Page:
What is a Copyright

Mark E. Stein, Esq.

Board Certified Intellectual Property Attorney

Mark Stein Law

Copyright is accorded to original works of authorship of literature, drama, music, sculpture, computer programs, sound recordings, film, photography, and works of fine art. Copyright gives the owner the exclusive right to reproduce, distribute, sell, perform, or publicly display the copyrighted work and to prepare derivative works therefrom.

In order to obtain copyright protection, a work must be original and fixed in a tangible medium of expression. To satisfy the originality requirement, the author must have engaged in some form of intellectual endeavor, and not mere copying, and must exhibit some form of creativity. Further, in order to be deemed “fixed in a tangible medium”, the work must be created on something sufficiently permanent to be perceived, reproduced, or otherwise communicated for a sufficiently long duration.

Copyright protection begins automatically as soon as the work is created. In other words, the author need not register the work in order to achieve copyright protection. However, in order to initiate a copyright infringement suit, registration is required. To achieve maximum protection, a copyright should be registered within three months after publication, to enable the copyright owner to maintain the right to recover statutory damages and attorney’s fees.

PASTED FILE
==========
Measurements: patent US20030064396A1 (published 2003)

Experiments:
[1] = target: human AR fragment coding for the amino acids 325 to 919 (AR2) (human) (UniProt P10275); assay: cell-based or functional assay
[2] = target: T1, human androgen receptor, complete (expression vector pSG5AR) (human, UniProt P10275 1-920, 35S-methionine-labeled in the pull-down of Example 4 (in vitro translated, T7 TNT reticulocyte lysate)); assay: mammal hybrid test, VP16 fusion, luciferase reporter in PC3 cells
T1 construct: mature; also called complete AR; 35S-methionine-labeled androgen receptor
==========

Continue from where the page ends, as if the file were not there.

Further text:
If, within the scope of his or her employment, an employee creates a copyrightable work, the employer is deemed the owner of the copyright. If, however, the creator of the work is an independent contractor or if the work is commissioned, the copyright will belong to the creator of the work. If you are hiring another to create a work of potentially copyrightable subject matter on your behalf, it is critical that you discuss ownership issues with counsel skilled in copyright matters.

There are three elements required for copyright notice. These elements are: (1) the word “copyright” or an approved variation (including the symbol© , (2) the name of the copyright owner, and (3) the year of first publication. When notice is placed on copies of a copyrighted work, it must “be affixed to the copies in such a manner and location as to give reasonable notice of the claim of copyright.” It is not longer necessary to use the copyright notice, but doing so can affect the amount of damages recoverable for infringement by precluding a defense of “innocent infringement”.

0 replies

Leave a Reply

Want to join the discussion?
Feel free to contribute!

Leave a Reply